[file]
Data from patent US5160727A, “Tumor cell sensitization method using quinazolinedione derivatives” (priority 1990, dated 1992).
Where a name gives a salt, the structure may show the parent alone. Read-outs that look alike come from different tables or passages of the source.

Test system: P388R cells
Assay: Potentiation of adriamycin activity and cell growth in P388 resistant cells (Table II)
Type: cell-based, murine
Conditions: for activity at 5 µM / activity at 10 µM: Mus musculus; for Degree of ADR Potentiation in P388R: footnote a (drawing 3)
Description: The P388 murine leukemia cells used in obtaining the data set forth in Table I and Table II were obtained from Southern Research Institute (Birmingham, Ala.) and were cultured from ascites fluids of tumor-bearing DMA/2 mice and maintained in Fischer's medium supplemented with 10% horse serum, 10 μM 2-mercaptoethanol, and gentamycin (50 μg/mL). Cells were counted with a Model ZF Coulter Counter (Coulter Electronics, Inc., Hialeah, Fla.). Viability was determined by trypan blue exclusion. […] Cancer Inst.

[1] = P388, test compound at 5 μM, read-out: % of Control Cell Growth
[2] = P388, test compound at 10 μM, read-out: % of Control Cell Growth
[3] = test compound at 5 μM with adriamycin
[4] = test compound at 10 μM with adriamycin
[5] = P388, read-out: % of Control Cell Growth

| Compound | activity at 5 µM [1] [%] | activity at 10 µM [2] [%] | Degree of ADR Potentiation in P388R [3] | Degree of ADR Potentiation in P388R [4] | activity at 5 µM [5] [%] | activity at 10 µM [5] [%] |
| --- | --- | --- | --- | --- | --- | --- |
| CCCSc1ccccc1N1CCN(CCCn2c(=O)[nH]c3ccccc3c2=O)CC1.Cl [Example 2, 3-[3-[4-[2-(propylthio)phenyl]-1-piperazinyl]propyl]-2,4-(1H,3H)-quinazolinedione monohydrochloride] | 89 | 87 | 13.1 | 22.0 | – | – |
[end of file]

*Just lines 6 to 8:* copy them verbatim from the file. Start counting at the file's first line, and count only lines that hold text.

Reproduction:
Conditions: for activity at 5 µM / activity at 10 µM: Mus musculus; for Degree of ADR Potentiation in P388R: footnote a (drawing 3)
Description: The P388 murine leukemia cells used in obtaining the data set forth in Table I and Table II were obtained from Southern Research Institute (Birmingham, Ala.) and were cultured from ascites fluids of tumor-bearing DMA/2 mice and maintained in Fischer's medium supplemented with 10% horse serum, 10 μM 2-mercaptoethanol, and gentamycin (50 μg/mL). Cells were counted with a Model ZF Coulter Counter (Coulter Electronics, Inc., Hialeah, Fla.). Viability was determined by trypan blue exclusion. […] Cancer Inst.

[1] = P388, test compound at 5 μM, read-out: % of Control Cell Growth